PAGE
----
Best of Enemies takes viewers by a positive surprise
Best of Enemies was released on April 5 and was directed by Robin Bissell.
The film is based on the true story of Anne Atwater (played by Taraji P. Henson) and Claiborne Paul (C.P.) Ellis (played by Sam Rockwell). Ellis is a segregationist who is president of the local branch of the Ku Klux Klan (KKK). This takes place in 1972, at a time when racial tensions were high and honest leaders were hard to find. Atwater is a passionate activist who leads an organization known as Project Breakout which advocates for rights for the black population of Durham
In the movie, after a fire which destroys East Durham School, the two are invited to a charrette, a ten-day long meeting that allows the two opposing sides of an argument. The purpose is to come to a compromise in hopes of improving the education system and deciding whether the integration of black children should be allowed in a previously segregated school.
Despite a heated and controversial topic of the day, the movie keeps a serious and completely neutral stance, providing context and background for the situations. It deftly maneuvers through time to provide the audience with a work that is both informative and emotional.
Primarily, the acting in the movie is emotional and powerful. The audience can feel the emotions of the characters as clear as day. It carries significant weight and perfectly portrays the seriousness, concern and joy present in the scenes. The skill and experience of the actors is obvious due to the genuine expressions and dialogue. For instance, Atwater is known for her inspiring work attaining housing and progress aiding the poor and middle-class black citizens of Durham. Henson captures the indignation and injustice that Atwater feels when her pleas for equality are not heard.
Additionally, the friendship between the two characters seems nothing short of natural and the inspired sense of hatred is understandable just as easily. By incorporating smaller relationships and problems, the movie gives the audience a more realistic sense of the characters and makes them more human.
Despite having a runtime that is comparatively longer than most other films at about two hours, wary viewers might be discouraged from the film. However, the movie’s long runtime allows the producers to further establish the motives and rationales of the characters. This directly attributes to the strong, character-driven plot and progress.
Furthermore, the attention to detail found in the film is crucial to maintaining the setting of the film. The artfully designed clothing is detailed and tasteful. Combining this with the extensive sets improves the viewer’s immersion in the film.
In extension, the camerawork in the film is complementary to the sets, as many diverse places allow the designers to show off their varied skills. The film also uses wide shots to enhance the stunning visuals. The visuals were dramatic and stunning. Yet the subtle scenery is moving in its simplicity. One example of this is, turning a lawn into a moonlit action scene using lighting and the minimalistic nature of the piece. This dramatic and bare scene more deeply conveys the meaning and depth of the scene compared to what would be achieved using choppy editing and over-dramatic effects.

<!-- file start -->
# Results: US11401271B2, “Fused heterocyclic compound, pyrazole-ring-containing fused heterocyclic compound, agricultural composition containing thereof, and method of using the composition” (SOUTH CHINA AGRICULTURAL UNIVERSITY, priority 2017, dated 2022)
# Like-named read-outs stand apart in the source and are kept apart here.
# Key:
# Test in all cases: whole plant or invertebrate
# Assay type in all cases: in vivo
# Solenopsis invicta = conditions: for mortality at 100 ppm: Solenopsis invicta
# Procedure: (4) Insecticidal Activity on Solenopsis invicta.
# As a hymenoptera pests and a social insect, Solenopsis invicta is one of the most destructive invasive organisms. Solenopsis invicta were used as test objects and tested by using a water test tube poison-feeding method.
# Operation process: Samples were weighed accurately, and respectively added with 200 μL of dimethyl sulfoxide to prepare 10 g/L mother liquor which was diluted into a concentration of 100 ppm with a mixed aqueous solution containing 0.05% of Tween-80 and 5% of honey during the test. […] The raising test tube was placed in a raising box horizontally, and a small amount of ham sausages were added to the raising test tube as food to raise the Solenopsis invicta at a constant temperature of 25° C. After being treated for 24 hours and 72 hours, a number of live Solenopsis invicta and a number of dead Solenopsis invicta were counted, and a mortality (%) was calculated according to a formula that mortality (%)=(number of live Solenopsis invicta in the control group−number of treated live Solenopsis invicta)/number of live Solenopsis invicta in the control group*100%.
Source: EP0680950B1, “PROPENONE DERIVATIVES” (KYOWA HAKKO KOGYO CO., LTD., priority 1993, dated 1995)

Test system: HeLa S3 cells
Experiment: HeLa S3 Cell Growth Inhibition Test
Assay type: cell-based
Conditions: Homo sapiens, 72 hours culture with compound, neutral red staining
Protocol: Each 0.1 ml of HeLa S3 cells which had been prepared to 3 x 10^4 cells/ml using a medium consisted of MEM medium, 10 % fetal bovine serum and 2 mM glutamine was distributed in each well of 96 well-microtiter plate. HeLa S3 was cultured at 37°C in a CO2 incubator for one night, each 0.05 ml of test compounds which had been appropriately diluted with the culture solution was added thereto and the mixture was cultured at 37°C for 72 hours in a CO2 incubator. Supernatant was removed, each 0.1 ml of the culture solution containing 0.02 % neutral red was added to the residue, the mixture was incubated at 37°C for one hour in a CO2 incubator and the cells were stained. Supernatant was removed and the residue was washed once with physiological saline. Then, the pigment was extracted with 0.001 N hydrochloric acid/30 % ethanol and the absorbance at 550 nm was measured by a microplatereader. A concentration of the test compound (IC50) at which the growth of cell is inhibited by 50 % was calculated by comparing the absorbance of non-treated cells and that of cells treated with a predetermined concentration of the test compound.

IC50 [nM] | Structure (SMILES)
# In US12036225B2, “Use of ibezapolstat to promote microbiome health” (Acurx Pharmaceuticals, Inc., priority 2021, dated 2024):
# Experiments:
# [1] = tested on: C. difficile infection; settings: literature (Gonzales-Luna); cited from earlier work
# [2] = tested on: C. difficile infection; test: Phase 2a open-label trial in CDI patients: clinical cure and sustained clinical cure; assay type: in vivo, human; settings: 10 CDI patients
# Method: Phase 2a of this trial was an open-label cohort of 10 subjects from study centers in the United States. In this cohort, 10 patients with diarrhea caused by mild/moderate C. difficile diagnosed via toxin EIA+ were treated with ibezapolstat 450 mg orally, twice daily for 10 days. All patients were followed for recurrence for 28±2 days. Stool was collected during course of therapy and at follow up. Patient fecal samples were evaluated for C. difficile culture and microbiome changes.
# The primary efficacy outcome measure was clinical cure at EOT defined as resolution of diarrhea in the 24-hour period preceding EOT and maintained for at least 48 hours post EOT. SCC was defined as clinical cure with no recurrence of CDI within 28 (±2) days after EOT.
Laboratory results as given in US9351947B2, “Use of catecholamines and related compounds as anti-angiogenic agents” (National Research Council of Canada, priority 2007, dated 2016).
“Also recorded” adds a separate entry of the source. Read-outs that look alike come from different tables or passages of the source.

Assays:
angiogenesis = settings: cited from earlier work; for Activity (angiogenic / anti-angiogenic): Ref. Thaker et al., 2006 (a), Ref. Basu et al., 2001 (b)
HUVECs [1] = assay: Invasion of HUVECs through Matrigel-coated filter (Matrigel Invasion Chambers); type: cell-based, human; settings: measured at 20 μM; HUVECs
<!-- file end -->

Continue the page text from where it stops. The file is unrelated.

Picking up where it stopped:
Moreover, the character development is undeniable, using raw emotion and actions influence the world around them at a constant and visible pace. Because the film is based on a true story, the characters have an endpoint and the audience knows how what the characters will believe at the end of the film. However, the movie aims and succeeds to show the shift of ideas in these two characters, and the transition proves to be smooth and comprehensive, encompassing the characters entirely.
Notably, the film cleanly incorporates real events in a clean fashion, providing a perspective that was based on real interviews with Ann Atwater and C.P Ellis before their passing. Small events in the film symbolize events that Atwater was recognized for in her life. One instance of this is during a council meeting, of which only white men were a part of, they would turn their chairs around so as to not listen to her. Undeterred, Atwater strode right up to the bench and turned their chairs back around. These moments foster curiosity in the viewers and attests to the research and attention that the producers have put into the film.
This action is just one example of the traits that made Atwater such a good activist and leader for civil rights. Atwater dedicated her life to aiding the underprivileged and Ellis had his entire ideology reversed, going on to do tours with Atwater talking about their relationship and how it came to be. He also became an avid union organizer and integrationist.
Ultimately, Best of Enemies is helping to shine light on an often misunderstood times in history. The film gives a voice to the positive events that occurred during the height of segregation vs. integration debates and the era of drastic leaps in civil rights that follows.
All in all, thanks to the emotional acting, well-devised camerawork, and true-to-life plot, the movie is a wild roller coaster of emotions and a great representation of a few figureheads who need a little more credit.